FRIDAY, Nov. 2, 2018 (HealthDay News) — For emergency department patients with heart failure, data reveal age and racial disparities in hospitalization rates, according to a study published in the November issue of the American Journal of Preventive Medicine.
Alexander X. Lo, M.D., Ph.D., from Northwestern University in Chicago, and colleagues analyzed data from the National Hospital Ambulatory Medicare Care Survey on 2001 to 2010 emergency department visits to examine age-related racial differences in hospitalization patterns for heart failure.
The researchers identified more than 12 million adult emergency department visits for heart failure from 2001 to 2010, with 23 percent of visits by blacks. Seventy-one percent of the visits resulted in hospitalization (57 and 14 percent to floor beds and intensive care units, respectively). Among floor admissions for higher-clinical-acuity visits, whites were more likely to be hospitalized than blacks. Hospitalization was more likely for whites with higher versus lower clinical acuity (71 versus 63 percent). This pattern was not seen in blacks, especially those aged ≥65 years, who were hospitalized in 71 and 61 percent of lower- and higher-acuity visits, respectively. A significant interaction was seen between clinical acuity and race with regard to hospitalization among adults aged ≥65 years. “We urgently need to determine the reasons for this pattern and to identify avenues to address these racial disparities in emergency department care for older racial minorities,” Lo said in a statement.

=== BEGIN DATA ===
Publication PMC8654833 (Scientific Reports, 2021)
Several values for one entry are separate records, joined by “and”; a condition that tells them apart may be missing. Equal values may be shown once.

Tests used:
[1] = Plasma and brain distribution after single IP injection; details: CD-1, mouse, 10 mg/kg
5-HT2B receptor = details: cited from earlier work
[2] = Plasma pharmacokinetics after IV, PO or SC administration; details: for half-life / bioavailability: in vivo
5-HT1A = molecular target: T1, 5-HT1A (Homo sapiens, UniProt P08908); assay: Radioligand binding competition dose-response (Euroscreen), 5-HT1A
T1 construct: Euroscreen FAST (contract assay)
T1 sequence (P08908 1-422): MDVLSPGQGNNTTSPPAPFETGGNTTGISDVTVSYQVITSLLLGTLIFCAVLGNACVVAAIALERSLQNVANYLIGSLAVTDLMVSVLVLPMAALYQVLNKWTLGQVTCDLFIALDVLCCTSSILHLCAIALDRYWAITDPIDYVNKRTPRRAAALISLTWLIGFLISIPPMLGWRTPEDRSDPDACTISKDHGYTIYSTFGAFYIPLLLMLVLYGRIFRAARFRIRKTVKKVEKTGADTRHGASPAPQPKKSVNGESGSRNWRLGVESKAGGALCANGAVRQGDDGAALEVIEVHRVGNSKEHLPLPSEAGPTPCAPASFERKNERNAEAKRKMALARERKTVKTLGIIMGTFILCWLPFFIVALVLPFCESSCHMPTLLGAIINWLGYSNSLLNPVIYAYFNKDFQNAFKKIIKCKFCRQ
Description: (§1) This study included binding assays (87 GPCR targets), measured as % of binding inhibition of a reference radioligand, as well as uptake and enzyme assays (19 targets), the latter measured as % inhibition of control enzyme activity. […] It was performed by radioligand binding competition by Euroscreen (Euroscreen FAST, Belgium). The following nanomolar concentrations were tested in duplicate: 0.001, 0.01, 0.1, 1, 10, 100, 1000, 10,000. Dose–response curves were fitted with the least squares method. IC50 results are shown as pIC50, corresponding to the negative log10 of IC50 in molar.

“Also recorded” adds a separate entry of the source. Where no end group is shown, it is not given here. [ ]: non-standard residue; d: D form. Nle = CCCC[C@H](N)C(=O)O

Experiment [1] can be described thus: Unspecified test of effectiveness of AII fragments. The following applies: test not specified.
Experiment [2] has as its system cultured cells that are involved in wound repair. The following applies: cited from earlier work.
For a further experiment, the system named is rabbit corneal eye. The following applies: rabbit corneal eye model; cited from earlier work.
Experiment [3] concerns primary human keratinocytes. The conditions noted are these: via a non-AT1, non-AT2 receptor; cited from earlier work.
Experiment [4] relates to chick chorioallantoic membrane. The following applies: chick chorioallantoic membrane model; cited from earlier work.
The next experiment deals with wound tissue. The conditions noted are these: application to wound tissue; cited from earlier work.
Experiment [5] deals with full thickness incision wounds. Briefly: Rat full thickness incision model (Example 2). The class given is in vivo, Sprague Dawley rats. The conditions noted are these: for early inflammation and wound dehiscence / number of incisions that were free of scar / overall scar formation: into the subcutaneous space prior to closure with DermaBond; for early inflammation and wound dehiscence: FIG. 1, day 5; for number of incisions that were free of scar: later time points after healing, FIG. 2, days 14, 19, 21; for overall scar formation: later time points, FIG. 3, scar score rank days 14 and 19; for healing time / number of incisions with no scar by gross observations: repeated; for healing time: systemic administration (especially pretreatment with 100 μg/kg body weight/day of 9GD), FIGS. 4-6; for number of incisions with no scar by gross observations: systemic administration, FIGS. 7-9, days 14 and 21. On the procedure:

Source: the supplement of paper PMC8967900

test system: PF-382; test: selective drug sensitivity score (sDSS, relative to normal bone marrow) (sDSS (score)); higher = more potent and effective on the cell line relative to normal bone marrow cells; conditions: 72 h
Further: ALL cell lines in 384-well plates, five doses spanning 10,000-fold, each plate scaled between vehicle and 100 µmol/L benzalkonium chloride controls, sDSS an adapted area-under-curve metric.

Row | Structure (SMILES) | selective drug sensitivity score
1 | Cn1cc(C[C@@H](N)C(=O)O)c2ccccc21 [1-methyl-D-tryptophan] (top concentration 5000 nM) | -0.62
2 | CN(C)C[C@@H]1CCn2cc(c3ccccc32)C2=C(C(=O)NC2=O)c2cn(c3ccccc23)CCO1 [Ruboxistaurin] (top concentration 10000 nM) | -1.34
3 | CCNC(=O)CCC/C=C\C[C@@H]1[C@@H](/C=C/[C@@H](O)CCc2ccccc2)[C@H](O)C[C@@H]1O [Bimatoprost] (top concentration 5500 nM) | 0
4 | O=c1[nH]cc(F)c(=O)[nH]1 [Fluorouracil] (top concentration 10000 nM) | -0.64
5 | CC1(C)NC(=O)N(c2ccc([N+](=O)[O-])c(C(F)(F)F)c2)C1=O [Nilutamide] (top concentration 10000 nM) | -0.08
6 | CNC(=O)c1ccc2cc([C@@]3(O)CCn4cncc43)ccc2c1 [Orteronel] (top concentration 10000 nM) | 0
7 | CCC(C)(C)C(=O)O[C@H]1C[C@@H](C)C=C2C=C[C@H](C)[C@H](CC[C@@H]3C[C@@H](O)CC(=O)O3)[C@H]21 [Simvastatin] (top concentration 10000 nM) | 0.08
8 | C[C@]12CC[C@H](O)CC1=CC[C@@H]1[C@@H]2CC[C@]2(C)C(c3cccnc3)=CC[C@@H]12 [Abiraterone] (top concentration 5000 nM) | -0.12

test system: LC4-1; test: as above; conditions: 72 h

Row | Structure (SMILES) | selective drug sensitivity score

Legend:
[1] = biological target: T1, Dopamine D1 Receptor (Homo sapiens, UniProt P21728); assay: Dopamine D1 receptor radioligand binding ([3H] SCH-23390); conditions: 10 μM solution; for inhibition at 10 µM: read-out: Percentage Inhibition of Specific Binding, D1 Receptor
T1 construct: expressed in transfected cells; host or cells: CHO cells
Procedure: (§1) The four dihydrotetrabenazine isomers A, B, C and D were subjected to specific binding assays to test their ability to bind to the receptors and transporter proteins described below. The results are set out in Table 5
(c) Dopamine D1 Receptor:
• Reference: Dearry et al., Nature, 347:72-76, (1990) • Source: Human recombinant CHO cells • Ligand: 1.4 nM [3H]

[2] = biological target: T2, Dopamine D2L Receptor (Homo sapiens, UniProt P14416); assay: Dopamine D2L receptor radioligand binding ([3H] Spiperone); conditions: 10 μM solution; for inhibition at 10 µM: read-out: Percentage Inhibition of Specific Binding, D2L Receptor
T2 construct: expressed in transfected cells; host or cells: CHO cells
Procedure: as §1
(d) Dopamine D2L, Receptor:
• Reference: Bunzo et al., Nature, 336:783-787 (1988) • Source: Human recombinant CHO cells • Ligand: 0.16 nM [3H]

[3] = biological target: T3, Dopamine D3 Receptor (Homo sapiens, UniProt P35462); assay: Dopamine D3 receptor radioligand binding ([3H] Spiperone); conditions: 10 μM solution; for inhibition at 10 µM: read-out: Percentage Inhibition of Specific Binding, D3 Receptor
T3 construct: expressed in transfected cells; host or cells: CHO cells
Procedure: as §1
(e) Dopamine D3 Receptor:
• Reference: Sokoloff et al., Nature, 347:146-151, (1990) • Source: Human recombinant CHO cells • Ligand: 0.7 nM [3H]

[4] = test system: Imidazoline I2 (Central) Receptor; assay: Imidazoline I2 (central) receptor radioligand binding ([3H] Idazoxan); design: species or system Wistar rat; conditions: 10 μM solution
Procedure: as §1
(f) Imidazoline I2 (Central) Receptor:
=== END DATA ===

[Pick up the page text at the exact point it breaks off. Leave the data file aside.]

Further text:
Several authors disclosed ties to the pharmaceutical industry.
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